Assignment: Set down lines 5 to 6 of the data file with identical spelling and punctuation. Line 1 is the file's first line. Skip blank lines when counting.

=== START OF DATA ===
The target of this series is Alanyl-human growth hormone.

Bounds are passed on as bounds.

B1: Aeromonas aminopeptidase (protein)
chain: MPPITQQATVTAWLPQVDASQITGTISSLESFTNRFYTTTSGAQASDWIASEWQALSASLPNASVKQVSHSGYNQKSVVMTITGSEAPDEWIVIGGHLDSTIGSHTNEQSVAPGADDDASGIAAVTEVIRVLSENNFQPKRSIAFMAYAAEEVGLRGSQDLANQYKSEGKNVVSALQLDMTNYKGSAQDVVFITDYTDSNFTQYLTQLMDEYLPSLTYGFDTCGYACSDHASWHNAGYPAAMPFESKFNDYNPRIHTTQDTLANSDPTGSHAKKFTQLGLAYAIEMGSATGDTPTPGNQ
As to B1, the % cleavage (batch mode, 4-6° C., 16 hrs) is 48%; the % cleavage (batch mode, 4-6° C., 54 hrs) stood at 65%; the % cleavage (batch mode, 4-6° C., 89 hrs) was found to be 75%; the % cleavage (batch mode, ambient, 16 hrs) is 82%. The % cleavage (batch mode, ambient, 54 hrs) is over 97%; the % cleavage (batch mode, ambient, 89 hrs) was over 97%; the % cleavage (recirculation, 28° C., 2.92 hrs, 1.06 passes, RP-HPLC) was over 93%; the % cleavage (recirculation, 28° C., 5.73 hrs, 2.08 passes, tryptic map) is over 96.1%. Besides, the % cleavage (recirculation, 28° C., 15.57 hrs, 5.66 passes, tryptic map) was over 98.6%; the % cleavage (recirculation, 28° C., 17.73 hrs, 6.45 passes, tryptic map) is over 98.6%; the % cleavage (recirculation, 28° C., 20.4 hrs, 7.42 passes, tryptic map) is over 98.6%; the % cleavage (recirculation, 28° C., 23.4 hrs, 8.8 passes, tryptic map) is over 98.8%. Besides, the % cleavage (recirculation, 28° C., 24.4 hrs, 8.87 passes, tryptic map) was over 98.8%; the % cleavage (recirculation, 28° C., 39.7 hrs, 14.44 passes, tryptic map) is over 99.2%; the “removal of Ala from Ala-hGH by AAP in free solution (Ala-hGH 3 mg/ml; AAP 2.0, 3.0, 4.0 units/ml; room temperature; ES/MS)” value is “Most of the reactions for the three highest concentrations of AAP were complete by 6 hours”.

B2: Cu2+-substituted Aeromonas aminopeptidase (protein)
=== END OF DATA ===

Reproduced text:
As to B1, the % cleavage (batch mode, 4-6° C., 16 hrs) is 48%; the % cleavage (batch mode, 4-6° C., 54 hrs) stood at 65%; the % cleavage (batch mode, 4-6° C., 89 hrs) was found to be 75%; the % cleavage (batch mode, ambient, 16 hrs) is 82%. The % cleavage (batch mode, ambient, 54 hrs) is over 97%; the % cleavage (batch mode, ambient, 89 hrs) was over 97%; the % cleavage (recirculation, 28° C., 2.92 hrs, 1.06 passes, RP-HPLC) was over 93%; the % cleavage (recirculation, 28° C., 5.73 hrs, 2.08 passes, tryptic map) is over 96.1%. Besides, the % cleavage (recirculation, 28° C., 15.57 hrs, 5.66 passes, tryptic map) was over 98.6%; the % cleavage (recirculation, 28° C., 17.73 hrs, 6.45 passes, tryptic map) is over 98.6%; the % cleavage (recirculation, 28° C., 20.4 hrs, 7.42 passes, tryptic map) is over 98.6%; the % cleavage (recirculation, 28° C., 23.4 hrs, 8.8 passes, tryptic map) is over 98.8%. Besides, the % cleavage (recirculation, 28° C., 24.4 hrs, 8.87 passes, tryptic map) was over 98.8%; the % cleavage (recirculation, 28° C., 39.7 hrs, 14.44 passes, tryptic map) is over 99.2%; the “removal of Ala from Ala-hGH by AAP in free solution (Ala-hGH 3 mg/ml; AAP 2.0, 3.0, 4.0 units/ml; room temperature; ES/MS)” value is “Most of the reactions for the three highest concentrations of AAP were complete by 6 hours”.

B2: Cu2+-substituted Aeromonas aminopeptidase (protein)